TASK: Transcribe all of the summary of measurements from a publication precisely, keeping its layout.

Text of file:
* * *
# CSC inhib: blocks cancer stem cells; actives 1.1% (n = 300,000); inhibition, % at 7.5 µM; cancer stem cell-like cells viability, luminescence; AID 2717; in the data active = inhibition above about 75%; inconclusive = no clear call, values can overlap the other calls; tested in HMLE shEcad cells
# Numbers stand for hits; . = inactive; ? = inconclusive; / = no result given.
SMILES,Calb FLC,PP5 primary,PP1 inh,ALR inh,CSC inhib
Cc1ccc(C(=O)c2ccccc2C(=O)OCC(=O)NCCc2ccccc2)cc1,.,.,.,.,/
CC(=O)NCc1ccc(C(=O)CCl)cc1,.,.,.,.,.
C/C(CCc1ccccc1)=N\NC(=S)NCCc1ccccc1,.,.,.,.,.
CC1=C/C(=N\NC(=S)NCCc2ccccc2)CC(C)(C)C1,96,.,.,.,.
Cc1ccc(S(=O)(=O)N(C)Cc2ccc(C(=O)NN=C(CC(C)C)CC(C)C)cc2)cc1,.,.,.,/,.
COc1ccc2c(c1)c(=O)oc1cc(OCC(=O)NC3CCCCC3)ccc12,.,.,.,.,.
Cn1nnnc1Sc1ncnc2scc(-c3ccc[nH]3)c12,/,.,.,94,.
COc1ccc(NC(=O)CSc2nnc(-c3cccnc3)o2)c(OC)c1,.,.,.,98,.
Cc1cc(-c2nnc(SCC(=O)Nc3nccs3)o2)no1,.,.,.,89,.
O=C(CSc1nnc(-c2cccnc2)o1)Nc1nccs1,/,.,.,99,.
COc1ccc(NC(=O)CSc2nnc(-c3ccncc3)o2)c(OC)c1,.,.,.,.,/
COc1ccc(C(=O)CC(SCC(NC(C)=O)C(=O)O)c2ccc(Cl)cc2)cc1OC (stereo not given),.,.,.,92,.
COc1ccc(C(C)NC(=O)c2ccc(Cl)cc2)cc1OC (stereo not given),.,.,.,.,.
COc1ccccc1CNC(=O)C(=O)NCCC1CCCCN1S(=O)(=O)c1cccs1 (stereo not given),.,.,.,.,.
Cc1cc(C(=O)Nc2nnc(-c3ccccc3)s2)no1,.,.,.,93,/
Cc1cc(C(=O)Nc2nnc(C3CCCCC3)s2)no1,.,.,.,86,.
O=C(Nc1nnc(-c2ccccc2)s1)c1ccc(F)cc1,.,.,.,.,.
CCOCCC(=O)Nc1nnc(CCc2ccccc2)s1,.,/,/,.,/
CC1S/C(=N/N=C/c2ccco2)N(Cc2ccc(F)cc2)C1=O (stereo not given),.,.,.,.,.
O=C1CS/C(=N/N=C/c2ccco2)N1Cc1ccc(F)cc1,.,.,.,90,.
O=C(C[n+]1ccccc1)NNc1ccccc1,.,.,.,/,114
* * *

# CSC inhib: blocks cancer stem cells; actives 1.1% (n = 300,000); inhibition, % at 7.5 µM; cancer stem cell-like cells viability, luminescence; AID 2717; in the data active = inhibition above about 75%; inconclusive = no clear call, values can overlap the other calls; tested in HMLE shEcad cells
# Numbers stand for hits; . = inactive; ? = inconclusive; / = no result given.
SMILES,Calb FLC,PP5 primary,PP1 inh,ALR inh,CSC inhib
Cc1ccc(C(=O)c2ccccc2C(=O)OCC(=O)NCCc2ccccc2)cc1,.,.,.,.,/
CC(=O)NCc1ccc(C(=O)CCl)cc1,.,.,.,.,.
C/C(CCc1ccccc1)=N\NC(=S)NCCc1ccccc1,.,.,.,.,.
CC1=C/C(=N\NC(=S)NCCc2ccccc2)CC(C)(C)C1,96,.,.,.,.
Cc1ccc(S(=O)(=O)N(C)Cc2ccc(C(=O)NN=C(CC(C)C)CC(C)C)cc2)cc1,.,.,.,/,.
COc1ccc2c(c1)c(=O)oc1cc(OCC(=O)NC3CCCCC3)ccc12,.,.,.,.,.
Cn1nnnc1Sc1ncnc2scc(-c3ccc[nH]3)c12,/,.,.,94,.
COc1ccc(NC(=O)CSc2nnc(-c3cccnc3)o2)c(OC)c1,.,.,.,98,.
Cc1cc(-c2nnc(SCC(=O)Nc3nccs3)o2)no1,.,.,.,89,.
O=C(CSc1nnc(-c2cccnc2)o1)Nc1nccs1,/,.,.,99,.
COc1ccc(NC(=O)CSc2nnc(-c3ccncc3)o2)c(OC)c1,.,.,.,.,/
COc1ccc(C(=O)CC(SCC(NC(C)=O)C(=O)O)c2ccc(Cl)cc2)cc1OC (stereo not given),.,.,.,92,.
COc1ccc(C(C)NC(=O)c2ccc(Cl)cc2)cc1OC (stereo not given),.,.,.,.,.
COc1ccccc1CNC(=O)C(=O)NCCC1CCCCN1S(=O)(=O)c1cccs1 (stereo not given),.,.,.,.,.
Cc1cc(C(=O)Nc2nnc(-c3ccccc3)s2)no1,.,.,.,93,/
Cc1cc(C(=O)Nc2nnc(C3CCCCC3)s2)no1,.,.,.,86,.
O=C(Nc1nnc(-c2ccccc2)s1)c1ccc(F)cc1,.,.,.,.,.
CCOCCC(=O)Nc1nnc(CCc2ccccc2)s1,.,/,/,.,/
CC1S/C(=N/N=C/c2ccco2)N(Cc2ccc(F)cc2)C1=O (stereo not given),.,.,.,.,.
O=C1CS/C(=N/N=C/c2ccco2)N1Cc1ccc(F)cc1,.,.,.,90,.
O=C(C[n+]1ccccc1)NNc1ccccc1,.,.,.,/,114